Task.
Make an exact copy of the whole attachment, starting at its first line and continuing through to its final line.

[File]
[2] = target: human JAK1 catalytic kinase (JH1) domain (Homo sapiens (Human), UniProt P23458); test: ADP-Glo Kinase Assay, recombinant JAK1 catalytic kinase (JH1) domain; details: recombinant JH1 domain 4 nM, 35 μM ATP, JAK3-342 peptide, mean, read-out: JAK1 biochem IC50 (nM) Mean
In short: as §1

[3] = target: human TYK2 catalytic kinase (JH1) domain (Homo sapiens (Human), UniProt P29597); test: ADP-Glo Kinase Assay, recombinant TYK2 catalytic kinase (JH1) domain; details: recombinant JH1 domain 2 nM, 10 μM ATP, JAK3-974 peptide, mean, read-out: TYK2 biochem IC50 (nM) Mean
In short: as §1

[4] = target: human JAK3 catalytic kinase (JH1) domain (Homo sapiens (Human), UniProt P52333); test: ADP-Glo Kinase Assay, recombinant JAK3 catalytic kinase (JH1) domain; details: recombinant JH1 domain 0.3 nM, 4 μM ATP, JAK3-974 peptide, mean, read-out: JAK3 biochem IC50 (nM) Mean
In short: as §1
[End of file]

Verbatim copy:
[2] = target: human JAK1 catalytic kinase (JH1) domain (Homo sapiens (Human), UniProt P23458); test: ADP-Glo Kinase Assay, recombinant JAK1 catalytic kinase (JH1) domain; details: recombinant JH1 domain 4 nM, 35 μM ATP, JAK3-342 peptide, mean, read-out: JAK1 biochem IC50 (nM) Mean
In short: as §1

[3] = target: human TYK2 catalytic kinase (JH1) domain (Homo sapiens (Human), UniProt P29597); test: ADP-Glo Kinase Assay, recombinant TYK2 catalytic kinase (JH1) domain; details: recombinant JH1 domain 2 nM, 10 μM ATP, JAK3-974 peptide, mean, read-out: TYK2 biochem IC50 (nM) Mean
In short: as §1

[4] = target: human JAK3 catalytic kinase (JH1) domain (Homo sapiens (Human), UniProt P52333); test: ADP-Glo Kinase Assay, recombinant JAK3 catalytic kinase (JH1) domain; details: recombinant JH1 domain 0.3 nM, 4 μM ATP, JAK3-974 peptide, mean, read-out: JAK3 biochem IC50 (nM) Mean
In short: as §1